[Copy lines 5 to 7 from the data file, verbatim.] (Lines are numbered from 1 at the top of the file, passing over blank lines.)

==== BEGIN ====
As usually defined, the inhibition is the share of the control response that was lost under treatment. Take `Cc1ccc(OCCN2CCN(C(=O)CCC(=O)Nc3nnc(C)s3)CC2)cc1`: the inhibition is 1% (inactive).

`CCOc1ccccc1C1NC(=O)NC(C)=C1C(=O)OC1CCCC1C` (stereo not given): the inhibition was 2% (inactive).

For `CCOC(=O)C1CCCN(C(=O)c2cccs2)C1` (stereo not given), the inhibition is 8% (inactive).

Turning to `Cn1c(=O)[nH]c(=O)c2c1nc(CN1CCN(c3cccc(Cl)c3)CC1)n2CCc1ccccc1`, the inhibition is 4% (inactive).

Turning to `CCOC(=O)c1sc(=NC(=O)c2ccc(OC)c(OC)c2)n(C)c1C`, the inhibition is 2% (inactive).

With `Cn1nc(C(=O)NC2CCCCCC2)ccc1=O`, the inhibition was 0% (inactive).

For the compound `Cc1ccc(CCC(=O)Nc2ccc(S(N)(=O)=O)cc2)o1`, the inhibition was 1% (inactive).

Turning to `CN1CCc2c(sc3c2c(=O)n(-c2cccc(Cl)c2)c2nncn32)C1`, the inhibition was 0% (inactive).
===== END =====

Turning to `CCOC(=O)c1sc(=NC(=O)c2ccc(OC)c(OC)c2)n(C)c1C`, the inhibition is 2% (inactive).

With `Cn1nc(C(=O)NC2CCCCCC2)ccc1=O`, the inhibition was 0% (inactive).

For the compound `Cc1ccc(CCC(=O)Nc2ccc(S(N)(=O)=O)cc2)o1`, the inhibition was 1% (inactive).